Game Theory: A Critical Introduction

By Shaun P. Hargreaves Heap; Yanis Varoufakis | Go to book overview

2

THE ELEMENTS OF GAME THEORY

2.1INTRODUCTION

This chapter introduces the central ideas in game theory. It begins by showing how rational players can logically weed out strategies which are strategically inferior (sections 2.3 and 2.4). Such elimination of strategies relies on what game theory refers to as dominance reasoning and it sometimes requires the assumption of common knowledge of rationality (CKR). It is important because it yields clear predictions of what instrumentally rational players will do in some games by means of a step-by-step logic. However, in many games dominance reasoning offers no clear (or useful) predictions of what might happen. In these circumstances, game theorists commonly turn to the Nash equilibrium solution concept, named after its creator John Nash (section 2.5). The basic idea behind this concept is that rational players should not want to change their strategies if they knew what each of them had chosen to do.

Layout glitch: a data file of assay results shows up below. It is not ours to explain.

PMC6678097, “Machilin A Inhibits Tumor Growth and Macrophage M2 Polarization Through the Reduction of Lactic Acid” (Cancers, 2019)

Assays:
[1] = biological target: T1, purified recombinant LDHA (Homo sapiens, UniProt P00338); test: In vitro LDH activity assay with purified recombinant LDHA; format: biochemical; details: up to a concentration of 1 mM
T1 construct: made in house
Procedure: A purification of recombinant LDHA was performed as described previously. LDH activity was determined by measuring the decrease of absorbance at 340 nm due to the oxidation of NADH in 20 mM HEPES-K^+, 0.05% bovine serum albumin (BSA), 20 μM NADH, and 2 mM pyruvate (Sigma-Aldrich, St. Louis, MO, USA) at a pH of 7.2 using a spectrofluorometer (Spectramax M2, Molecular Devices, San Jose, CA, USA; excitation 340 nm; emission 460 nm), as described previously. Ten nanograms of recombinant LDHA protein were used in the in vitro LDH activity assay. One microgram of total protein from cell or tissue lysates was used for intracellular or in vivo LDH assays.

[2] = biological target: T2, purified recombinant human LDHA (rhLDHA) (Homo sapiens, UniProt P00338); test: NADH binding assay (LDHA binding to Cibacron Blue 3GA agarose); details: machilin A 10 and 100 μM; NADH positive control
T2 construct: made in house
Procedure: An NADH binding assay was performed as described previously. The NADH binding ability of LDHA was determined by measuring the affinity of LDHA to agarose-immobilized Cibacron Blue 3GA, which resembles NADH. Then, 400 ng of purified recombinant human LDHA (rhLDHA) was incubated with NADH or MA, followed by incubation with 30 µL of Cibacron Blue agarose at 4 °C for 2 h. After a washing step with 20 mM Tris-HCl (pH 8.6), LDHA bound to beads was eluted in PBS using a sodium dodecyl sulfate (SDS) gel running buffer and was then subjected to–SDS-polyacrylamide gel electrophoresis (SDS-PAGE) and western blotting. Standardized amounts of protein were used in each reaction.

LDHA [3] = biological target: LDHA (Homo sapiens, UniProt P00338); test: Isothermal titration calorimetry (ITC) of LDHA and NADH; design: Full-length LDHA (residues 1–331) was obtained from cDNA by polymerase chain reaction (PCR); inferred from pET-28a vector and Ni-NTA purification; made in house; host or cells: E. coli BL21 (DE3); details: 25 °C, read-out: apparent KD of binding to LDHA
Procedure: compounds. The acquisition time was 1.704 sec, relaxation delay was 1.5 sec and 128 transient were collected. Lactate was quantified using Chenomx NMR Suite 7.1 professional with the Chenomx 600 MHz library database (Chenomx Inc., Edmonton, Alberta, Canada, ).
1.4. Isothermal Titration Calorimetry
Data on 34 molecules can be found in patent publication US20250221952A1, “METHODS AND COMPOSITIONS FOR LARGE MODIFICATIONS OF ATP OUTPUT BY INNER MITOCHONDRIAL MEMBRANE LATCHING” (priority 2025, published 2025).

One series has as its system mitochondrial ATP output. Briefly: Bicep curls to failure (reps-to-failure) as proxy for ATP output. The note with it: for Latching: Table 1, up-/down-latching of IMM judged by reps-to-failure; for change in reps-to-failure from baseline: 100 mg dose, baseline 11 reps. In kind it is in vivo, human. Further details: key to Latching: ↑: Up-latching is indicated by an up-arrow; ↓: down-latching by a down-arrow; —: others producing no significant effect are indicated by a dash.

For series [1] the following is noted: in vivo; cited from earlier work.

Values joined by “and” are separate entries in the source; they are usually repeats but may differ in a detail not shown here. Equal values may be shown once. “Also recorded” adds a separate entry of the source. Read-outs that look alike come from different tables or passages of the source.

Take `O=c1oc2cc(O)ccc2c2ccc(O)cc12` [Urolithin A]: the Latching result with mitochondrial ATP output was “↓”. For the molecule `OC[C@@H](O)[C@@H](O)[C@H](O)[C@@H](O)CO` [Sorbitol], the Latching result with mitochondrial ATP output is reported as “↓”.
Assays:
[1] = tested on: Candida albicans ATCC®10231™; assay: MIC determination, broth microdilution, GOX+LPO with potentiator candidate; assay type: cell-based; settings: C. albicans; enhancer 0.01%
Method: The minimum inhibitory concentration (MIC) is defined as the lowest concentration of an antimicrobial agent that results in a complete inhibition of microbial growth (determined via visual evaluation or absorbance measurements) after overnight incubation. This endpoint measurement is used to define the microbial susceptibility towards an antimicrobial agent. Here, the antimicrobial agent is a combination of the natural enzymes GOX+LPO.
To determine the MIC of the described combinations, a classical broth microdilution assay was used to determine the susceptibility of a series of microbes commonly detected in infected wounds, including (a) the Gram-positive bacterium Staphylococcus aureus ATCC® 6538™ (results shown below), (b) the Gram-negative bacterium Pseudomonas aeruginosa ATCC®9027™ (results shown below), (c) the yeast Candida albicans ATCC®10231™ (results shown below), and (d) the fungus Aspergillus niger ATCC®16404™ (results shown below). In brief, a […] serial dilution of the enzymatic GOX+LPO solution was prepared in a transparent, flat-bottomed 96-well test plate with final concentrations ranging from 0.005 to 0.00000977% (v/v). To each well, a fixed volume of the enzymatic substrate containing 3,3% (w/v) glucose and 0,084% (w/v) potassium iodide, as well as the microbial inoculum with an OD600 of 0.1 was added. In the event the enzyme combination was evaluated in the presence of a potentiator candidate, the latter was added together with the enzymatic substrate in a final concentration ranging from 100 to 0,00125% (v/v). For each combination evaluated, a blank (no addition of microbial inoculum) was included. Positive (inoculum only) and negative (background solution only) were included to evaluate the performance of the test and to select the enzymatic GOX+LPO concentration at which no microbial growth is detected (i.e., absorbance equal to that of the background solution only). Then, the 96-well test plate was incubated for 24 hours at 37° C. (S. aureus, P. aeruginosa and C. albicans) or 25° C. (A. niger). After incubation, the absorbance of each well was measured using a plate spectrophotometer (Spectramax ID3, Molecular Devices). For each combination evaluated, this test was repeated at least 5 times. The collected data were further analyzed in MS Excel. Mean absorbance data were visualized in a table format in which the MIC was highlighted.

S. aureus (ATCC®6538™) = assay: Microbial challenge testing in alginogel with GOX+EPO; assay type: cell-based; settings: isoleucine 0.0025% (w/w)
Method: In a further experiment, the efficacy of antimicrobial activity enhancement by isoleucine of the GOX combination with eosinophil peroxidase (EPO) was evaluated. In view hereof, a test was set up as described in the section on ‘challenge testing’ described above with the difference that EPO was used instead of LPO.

This solution concept helps to refine the predictions of game theory. However, there is a cost in terms of generality. The step to Nash seems to require rather more than the assumptions of rationality and CKR. In section 1.2.2 of the previous chapter we described the essence of the extra requirement: the assumption that players’ beliefs will be consistently aligned (CAB). In some games even this move does not generate predictions adequately because there are some games in which no specific set of strategies is recommended by the Nash equilibrium. In the jargon, there are games in which there is either no Nash equilibrium in pure strategies, or there are many. 1 Thus predictions made using the Nash equilibrium concept can be either non-existent or indeterminate.